This is a guest contribution from Bill Hazelton, CEO of Credit Card Assist where he provides tips, news and advice on credit cards, balance transfers, rewards programs and all things credit-related.
While it’s not yet officially the end of free checking, consumers are finding it harder and harder to find banks that will waive fees on checking accounts. San Francisco-based banking giant Wells Fargo eliminated free checking accounts on all new customers effective as of July 1, 2010. They did grandfather-in existing customers to continue to receive free checking services on those older accounts, but all new accounts no longer enjoy fee-free checking. Many other banks have followed suit, instituting monthly service fees and even charging customers for new checkbooks and raising rates for bounced and canceled checks.
As a customer, what do you do? Checking accounts still offer a great deal of convenience and are necessary for many people, yet rising fees and service charges can take a significant bite out of your budget.
The good news is that most banks still offer ways to back into a free checking account, usually in the form of waived fees, so long as certain conditions are met. While monthly checking account fees and the terms and conditions under which they can be waived vary from bank to bank, here are some of the strategies you may be able to use in order to avoid the bite of those service charges:
- Maintain a minimum balance. Some financial institutions will waive checking fees if you keep a minimum balance in your account every month. However, you need to be sure you watch carefully if your balance approaches this limit, as you may get dinged if you dip below it before the date on which monthly fees and service charges are levied.
- Purchase other financial products from the bank. In the case of Wells Fargo, the bank continued to offer free checking to customers who had a mortgage with their bank. You might also qualify for waived checking fees if you open investment accounts or purchase investment products from a particular bank.
- Go for direct deposit. Because having your paychecks directly deposited into your checking account eliminates the need for you to queue up in the teller line (and cost the banks money paying those pesky bank tellers), some banks will not charge you monthly checking fees if you utilize direct deposit services. Talk to your employer about the possibility of going electronic with a direct deposit of your paycheck rather than cash a physical check each pay period.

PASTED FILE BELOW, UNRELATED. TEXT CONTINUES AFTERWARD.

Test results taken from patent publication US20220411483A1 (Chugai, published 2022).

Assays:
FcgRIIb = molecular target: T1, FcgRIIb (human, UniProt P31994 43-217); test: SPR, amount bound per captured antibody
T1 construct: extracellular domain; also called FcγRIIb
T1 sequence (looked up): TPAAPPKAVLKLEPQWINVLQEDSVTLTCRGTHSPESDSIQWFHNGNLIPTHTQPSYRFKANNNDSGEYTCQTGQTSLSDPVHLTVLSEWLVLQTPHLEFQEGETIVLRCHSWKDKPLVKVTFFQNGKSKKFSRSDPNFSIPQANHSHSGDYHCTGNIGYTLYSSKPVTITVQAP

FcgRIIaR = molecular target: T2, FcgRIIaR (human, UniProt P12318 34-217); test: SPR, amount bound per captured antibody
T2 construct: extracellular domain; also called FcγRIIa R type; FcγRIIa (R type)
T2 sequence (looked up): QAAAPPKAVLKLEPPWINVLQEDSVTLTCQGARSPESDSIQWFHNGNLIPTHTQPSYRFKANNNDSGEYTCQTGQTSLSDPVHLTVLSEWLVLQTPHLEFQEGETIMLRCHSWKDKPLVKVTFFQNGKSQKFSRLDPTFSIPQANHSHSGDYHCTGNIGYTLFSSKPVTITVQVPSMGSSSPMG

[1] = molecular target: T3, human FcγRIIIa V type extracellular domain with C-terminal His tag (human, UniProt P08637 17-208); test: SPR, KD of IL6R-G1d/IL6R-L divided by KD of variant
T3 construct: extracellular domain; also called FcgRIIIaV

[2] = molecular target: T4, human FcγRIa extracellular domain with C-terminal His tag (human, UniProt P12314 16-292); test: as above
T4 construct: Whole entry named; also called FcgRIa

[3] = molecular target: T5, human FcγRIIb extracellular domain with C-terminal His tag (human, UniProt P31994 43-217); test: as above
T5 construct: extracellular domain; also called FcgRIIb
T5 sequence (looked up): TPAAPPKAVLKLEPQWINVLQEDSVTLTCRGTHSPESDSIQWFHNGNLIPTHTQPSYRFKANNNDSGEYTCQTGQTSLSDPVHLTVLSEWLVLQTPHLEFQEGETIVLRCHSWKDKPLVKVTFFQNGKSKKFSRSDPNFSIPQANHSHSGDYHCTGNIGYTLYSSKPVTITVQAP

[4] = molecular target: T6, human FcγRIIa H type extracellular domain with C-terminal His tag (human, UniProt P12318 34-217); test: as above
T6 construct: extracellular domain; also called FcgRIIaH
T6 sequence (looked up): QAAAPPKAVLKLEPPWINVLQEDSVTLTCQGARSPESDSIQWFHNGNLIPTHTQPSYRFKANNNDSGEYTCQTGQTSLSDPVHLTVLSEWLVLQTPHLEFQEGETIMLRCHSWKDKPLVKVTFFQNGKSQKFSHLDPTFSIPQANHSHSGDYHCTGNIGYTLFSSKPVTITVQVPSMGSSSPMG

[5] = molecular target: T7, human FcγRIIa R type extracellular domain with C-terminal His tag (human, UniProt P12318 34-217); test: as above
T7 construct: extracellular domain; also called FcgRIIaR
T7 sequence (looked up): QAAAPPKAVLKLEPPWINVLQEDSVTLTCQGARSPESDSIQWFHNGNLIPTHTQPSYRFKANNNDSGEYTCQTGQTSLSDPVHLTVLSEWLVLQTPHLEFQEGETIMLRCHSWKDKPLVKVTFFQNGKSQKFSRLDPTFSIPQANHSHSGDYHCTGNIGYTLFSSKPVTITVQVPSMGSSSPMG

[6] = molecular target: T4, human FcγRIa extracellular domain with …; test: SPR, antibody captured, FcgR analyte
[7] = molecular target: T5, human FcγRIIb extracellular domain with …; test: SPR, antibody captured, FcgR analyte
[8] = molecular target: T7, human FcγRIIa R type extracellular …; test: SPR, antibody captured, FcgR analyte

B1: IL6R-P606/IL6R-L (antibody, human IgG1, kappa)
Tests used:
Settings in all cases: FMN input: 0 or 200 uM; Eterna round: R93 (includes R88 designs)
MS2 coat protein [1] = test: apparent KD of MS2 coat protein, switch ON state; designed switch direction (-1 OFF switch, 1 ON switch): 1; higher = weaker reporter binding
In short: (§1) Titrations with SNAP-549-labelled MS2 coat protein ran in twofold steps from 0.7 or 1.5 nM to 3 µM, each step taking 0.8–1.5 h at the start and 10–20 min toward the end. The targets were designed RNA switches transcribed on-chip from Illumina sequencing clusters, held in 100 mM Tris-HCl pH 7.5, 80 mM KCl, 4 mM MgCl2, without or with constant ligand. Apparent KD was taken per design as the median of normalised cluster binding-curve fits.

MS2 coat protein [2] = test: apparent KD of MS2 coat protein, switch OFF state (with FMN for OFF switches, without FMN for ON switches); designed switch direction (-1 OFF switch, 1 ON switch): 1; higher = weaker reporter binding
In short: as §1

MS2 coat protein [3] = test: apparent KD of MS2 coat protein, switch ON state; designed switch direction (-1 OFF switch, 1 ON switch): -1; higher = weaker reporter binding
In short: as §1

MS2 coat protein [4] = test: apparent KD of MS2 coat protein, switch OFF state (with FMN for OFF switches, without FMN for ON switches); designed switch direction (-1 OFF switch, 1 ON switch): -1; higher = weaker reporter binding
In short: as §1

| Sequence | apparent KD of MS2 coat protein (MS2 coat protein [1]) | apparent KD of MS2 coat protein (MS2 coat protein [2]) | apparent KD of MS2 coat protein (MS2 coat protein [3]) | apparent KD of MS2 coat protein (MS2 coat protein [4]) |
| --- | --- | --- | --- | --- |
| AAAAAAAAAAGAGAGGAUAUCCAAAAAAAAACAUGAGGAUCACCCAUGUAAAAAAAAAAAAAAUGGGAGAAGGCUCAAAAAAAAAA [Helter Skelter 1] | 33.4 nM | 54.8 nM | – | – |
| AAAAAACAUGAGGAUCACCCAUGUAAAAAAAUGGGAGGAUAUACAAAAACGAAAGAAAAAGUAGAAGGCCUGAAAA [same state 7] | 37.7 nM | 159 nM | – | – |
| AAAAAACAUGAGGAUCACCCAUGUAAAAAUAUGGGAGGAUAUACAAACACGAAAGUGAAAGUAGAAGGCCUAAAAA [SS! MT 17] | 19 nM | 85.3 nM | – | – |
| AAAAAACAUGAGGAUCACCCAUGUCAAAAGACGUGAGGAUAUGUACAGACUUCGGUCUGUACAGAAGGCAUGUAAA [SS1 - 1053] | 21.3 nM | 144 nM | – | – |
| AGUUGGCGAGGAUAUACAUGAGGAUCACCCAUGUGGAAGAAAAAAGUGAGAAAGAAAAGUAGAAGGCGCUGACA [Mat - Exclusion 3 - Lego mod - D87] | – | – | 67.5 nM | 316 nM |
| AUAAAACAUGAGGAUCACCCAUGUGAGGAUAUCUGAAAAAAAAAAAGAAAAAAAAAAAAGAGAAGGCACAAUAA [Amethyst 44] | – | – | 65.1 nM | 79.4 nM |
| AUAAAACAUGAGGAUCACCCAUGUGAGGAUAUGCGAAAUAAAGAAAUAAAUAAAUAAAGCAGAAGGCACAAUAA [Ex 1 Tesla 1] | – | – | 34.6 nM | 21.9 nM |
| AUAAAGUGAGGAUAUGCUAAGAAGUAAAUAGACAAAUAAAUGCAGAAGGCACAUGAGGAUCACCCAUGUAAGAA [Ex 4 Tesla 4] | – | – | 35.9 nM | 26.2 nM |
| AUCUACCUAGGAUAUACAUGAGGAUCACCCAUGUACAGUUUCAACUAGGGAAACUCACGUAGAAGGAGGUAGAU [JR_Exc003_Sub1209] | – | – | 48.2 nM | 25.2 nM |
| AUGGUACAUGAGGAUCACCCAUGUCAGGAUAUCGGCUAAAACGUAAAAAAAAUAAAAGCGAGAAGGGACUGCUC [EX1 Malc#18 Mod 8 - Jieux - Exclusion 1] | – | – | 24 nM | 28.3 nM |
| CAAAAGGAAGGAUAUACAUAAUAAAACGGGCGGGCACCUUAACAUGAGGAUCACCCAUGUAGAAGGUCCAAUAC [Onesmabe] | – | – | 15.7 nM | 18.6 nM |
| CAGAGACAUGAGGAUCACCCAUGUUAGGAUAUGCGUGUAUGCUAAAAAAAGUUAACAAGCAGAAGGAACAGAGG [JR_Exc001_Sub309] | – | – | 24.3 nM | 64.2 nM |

- Meet minimum monthly transactions targets. Some banks will cancel your checking account fees if you make a minimum number of monthly transactions, typically in the range of about 10 to 15 a month. Examples of transactions that would qualify include cash withdrawals, debit card payments for products or services, bill payments, credit card payments, deposits and so forth. However, you will want to be careful in this case, as some banks will charge you for each transaction beyond a prescribed upper limit.
You can also investigate alternative financial institutions as a means of cutting back on service charges and fees. Credit unions are specialized financial institutions that are both owned and controlled by its customers, also known to the institution as “members.” While you will have to qualify to join a credit union, many of them are location-based so might be able to qualify on the basis of being a resident of a particular municipality or county, for example. You’re likely to find that credit union interest rates are as low or lower than those offered by regular banks. In fact, you just might be able to get free checking as well as advantageous interest rates on major purchases like car loans and mortgages. Best of all, many credit unions do not require members to maintain minimum balances, directly deposit paychecks, meet a minimum number of monthly transactions or purchase other financial products in order to qualify for that free checking.